By The Associated Press
Today in History
Today is Friday, Aug. 23, the 235th day of 2019. There are 130 days left in the year.
Today’s Highlight in History:
On August 23, 1927, amid worldwide protests, Italian-born anarchists Nicola Sacco and Bartolomeo Vanzetti were executed in Boston for the murders of two men during a 1920 robbery. (On the 50th anniversary of their executions, then-Massachusetts Gov. Michael Dukakis issued a proclamation that Sacco and Vanzetti had been unfairly tried and convicted.)
On this date:
In 1775, Britain’s King George III proclaimed the American colonies to be in a state of “open and avowed rebellion.”
In 1913, Copenhagen’s Little Mermaid statue, inspired by the Hans Christian Andersen story, was unveiled in the harbor of the Danish capital.
In 1914, Japan declared war against Germany in World War I.
In 1939, Nazi Germany and the Soviet Union agreed to a non-aggression treaty, the Molotov-Ribbentrop Pact, in Moscow.
In 1960, Broadway librettist Oscar Hammerstein (HAM’-ur-STYN’) II, 65, died in Doylestown, Pennsylvania.
In 1973, a bank robbery-turned-hostage-taking began in Stockholm, Sweden; the four hostages ended up empathizing with their captors, a psychological condition now referred to as “Stockholm Syndrome.”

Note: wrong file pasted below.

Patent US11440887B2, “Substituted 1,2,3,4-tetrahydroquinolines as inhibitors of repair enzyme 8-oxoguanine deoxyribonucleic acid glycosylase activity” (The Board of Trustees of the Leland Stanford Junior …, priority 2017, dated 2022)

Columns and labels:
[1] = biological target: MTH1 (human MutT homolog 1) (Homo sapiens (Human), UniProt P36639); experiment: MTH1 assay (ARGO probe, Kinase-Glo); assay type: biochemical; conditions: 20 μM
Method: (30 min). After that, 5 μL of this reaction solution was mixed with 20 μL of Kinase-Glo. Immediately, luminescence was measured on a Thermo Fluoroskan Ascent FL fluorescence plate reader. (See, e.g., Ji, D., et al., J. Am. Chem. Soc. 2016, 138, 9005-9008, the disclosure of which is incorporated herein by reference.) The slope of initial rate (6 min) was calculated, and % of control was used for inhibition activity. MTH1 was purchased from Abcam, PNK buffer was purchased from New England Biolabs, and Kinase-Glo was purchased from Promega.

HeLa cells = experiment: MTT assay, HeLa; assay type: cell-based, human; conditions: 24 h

In 1979, Soviet dancer Alexander Godunov (GUD’-u-nawf) defected while the Bolshoi Ballet was on tour in New York.
In 1982, Lebanon’s parliament elected Christian militia leader Bashir Gemayel president. (However, Gemayel was assassinated some three weeks later.)
In 1999, The Dow Jones industrial average soared 199.15 to a then-record of 11,299.76.
In 2008, Democratic presidential candidate Barack Obama introduced his choice of running mate, Sen. Joe Biden of Delaware, before a crowd outside the Old State Capitol in Springfield, Ill.
In 2003, Former priest John Geoghan (GAY’-gun), the convicted child molester whose prosecution sparked the sex abuse scandal that shook the Roman Catholic Church nationwide, died after another inmate attacked him in a Massachusetts prison.